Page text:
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ADI 2010 Fellows--Montee

1 Queer Theory K

Queer Theory K Index


Queer Theory K Index...................................................................................................................1 1NC 1/3............................................................................................................................................3
Luibhid 2008. Eithne; director of the Institute for LGBT Studies and associate professor of women's studies at the University of Arizona. Queer/Migration: An Unruly Body of Scholarship GLQVolume 14, Number 2-3, 2008. AJM...................................................................................................................................................................3

1NC 3/3............................................................................................................................................5 Link - Generic...............................................................................................................................6


Luibhid 2008. Eithne; director of the Institute for LGBT Studies and associate professor of women's studies at the University of Arizona. Queer/Migration: An Unruly Body of Scholarship GLQVolume 14, Number 2-3, 2008. AJM...................................................................................................................................................................6

Link - Hegemony/Soft Power.......................................................................................................7


Luibhid 2008. Eithne; director of the Institute for LGBT Studies and associate professor of women's studies at the University of Arizona. Queer/Migration: An Unruly Body of Scholarship GLQVolume 14, Number 2-3, 2008. AJM...................................................................................................................................................................7

Link - Same Sex Visas...................................................................................................................8 Link - Same Sex Visas....................................................................................................................9


Yue 2008 lecturer in cultural studies at the University of Melbourne. ......................................................................9 Audrey, GLQ Volume 14, Number 2-3, 2008 AJM...................................................................................................9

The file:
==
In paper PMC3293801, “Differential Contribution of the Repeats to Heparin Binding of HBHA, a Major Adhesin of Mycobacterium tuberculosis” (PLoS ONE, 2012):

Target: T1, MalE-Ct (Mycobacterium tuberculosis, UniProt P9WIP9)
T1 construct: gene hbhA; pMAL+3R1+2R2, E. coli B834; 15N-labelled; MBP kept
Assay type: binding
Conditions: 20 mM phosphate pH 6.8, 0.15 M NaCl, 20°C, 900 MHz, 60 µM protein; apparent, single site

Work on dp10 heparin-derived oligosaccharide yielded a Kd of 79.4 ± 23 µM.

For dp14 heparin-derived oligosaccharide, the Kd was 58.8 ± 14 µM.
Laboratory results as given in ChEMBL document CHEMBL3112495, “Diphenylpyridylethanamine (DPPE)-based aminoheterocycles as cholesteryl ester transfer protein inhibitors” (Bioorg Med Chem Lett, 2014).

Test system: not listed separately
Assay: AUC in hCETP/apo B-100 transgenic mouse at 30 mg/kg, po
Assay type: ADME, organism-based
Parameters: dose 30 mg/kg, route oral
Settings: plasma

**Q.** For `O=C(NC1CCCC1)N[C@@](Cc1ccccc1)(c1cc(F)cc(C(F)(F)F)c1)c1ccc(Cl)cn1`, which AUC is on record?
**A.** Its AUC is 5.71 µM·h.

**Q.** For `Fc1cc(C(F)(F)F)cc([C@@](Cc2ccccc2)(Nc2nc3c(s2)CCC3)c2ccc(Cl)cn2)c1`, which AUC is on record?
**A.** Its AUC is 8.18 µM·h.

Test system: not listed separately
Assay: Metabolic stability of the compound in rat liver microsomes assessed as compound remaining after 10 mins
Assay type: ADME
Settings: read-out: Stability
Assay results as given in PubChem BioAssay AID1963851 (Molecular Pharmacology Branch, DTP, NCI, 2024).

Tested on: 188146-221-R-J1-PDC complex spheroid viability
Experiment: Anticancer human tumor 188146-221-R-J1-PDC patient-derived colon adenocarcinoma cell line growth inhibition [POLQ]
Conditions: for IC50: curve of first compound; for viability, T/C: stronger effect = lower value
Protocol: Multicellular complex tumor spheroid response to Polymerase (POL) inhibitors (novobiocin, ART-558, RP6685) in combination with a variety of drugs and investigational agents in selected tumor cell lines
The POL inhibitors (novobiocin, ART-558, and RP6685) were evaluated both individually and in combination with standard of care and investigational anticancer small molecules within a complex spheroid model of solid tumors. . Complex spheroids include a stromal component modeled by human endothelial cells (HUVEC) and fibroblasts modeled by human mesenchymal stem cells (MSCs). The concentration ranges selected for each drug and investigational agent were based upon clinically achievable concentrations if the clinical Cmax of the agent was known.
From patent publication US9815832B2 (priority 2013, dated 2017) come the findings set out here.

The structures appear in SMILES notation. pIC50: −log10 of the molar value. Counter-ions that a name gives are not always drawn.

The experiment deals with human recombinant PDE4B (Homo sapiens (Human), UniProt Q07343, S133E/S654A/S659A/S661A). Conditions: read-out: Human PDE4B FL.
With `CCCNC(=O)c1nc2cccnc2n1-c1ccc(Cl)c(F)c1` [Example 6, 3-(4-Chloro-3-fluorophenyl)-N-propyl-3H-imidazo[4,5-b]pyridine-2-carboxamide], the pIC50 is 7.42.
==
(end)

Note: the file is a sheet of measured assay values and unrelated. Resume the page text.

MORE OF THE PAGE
Link - Same-Sex Visas................................................................................................................10


Same-sex visas integrate homosexuality into a conventional social world by following the norms of heteronormative intimacy to determine eligibility....................................................................................................10 Yue 2008 lecturer in cultural studies at the University of Melbourne. ....................................................................10 Audrey, GLQ Volume 14, Number 2-3, 2008 AJM.................................................................................................10

Link - Same-Sex Visas.................................................................................................................11


Luibhid 2008. Eithne; director of the Institute for LGBT Studies and associate professor of women's studies at the University of Arizona. Queer/Migration: An Unruly Body of Scholarship GLQVolume 14, Number 2-3, 2008. AJM.................................................................................................................................................................11

Link - Naturalization...................................................................................................................12 Link - Citizenship.........................................................................................................................13 Link Asylum..............................................................................................................................14


Luibhid 2008. Eithne; director of the Institute for LGBT Studies and associate professor of women's studies at the University of Arizona. Queer/Migration: An Unruly Body of Scholarship GLQVolume 14, Number 2-3, 2008. AJM.................................................................................................................................................................14

Link Work Visas.......................................................................................................................15 Link - Terrorism..........................................................................................................................16 Link - Terrorism.........................................................................................................................17 Link - Terrorism..........................................................................................................................18 Impact - Heteronormativity........................................................................................................19 Impact - Heterosexism.................................................................................................................20